Table of Content
How Much Do Billboards Cost?
The cost of billboards in New York ranges from $3,000 to $20,000/month, and in Los Angeles billboard costs range from $2,000 to $15,000/month. In Chicago, billboards’ cost ranges from $2,000 to $12,000; San Francisco billboards’ cost ranges from $2,000 to $12,000; and in Philadelphia billboards cost from $1,500 to $12,000/month.
How Are Billboards Sold?
Billboards are almost always quoted on a 4-week as opposed to a 1-month period. This means that if an out of home advertising company quotes you $1,500 for a year contract, they mean 13 4-week periods for $1,500/period.
In addition to the monthly rent, a billboard advertising client must pay a production fee for the vinyl. A good rule of thumb is that the production fee will be 50 cents per square foot for the vinyl. The production fee will be $336 for a 14′ by 48′ billboard, $189 for a 10.5’ by 36′ billboard, and $64 for an 8′ by 16′ poster.
Impressions – The Basis for Cost
Geopath is a not-for-profit organization that uses data, technologies and media research to compute the weekly impressions received by a billboard. Out of home advertising companies pay Geopath for the ratings. Geopath impressions are derived from a complete formula that factors in:
- Traffic volumes
- The number of people in each car
- The position of the billboard in relation to the road
Not every out of home advertising company is a Geopath subscriber, but most large out of home advertising companies are.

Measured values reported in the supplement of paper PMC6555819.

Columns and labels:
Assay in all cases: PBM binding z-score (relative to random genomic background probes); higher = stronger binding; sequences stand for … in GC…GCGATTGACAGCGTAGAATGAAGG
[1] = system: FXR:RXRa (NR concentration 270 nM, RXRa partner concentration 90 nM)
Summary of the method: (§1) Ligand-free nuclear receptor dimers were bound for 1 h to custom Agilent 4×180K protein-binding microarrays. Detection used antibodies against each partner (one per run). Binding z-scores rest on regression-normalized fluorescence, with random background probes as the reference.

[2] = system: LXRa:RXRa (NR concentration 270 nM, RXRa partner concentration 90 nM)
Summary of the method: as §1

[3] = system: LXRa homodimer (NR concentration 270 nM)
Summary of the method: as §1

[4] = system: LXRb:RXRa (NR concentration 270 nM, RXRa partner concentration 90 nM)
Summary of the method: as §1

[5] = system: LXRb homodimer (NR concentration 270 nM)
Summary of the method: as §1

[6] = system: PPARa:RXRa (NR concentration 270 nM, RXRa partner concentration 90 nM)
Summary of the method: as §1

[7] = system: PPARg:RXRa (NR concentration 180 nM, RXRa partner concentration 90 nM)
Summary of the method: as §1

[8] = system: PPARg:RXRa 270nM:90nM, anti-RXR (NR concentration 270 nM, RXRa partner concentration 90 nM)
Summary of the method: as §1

The typical billboard sells for a CPM, or cost per thousand impressions, of $5.21, according to Peter J. Solomon. A freeway billboard that gets 400,000 impressions in a 4-week period will be priced at $2,000/period. A billboard on a country road with only 30,000 impressions a month will rent for only $600/period. You can usually get impressions data from your billboard company to verify what sort of CPM you are paying.
Contact us for a Quote on a Billboard
Billboards in cities cost more to rent than billboards in the country. More traffic and more people mean higher impressions.
The are of a city can also affect the pricing as well. For instance, a billboard on Sunset Blvd. will range from $15,000 to $35,000, and billboard at the heart of the Sunset Strip will range from $25,000 to as high as $55,000. In Los Angeles, when aiming for the trendy fashion market, billboards on Melrose and Fairfax can range from $9,000 to $15,000. And the famous Hollywood Blvd. will have billboard costs from $7,000 to $13,000.
For New York City, digital billboards in Times Square typically will have a smaller duration of about 2 weeks but range from $10,000 to $22,000, and billboards in the popular SoHo district of Manhattan can cost about $18,000 to $30,000 Freeway billboards cost more to rent than state highway billboards, because more traffic equals more impressions.
State highway billboards cost more to rent than secondary road billboards. More traffic equals more impressions
A bigger billboard is easier to see than a small billboard. A 14′ by 48′ billboard has 77% more square feet than a 10.5′ by 36′ billboard. As an example, the Thirty Seconds to Mars 14′ by 48′ billboard shown here is 77% larger than the Elohim 10.5′ by 36′ billboard also shown
A larger surface area logically means that a billboard is more likely to be seen and can be rented for more, but the relationship isn’t linear. It does not mean that a 77% larger billboard will exactly be 77% more expensive.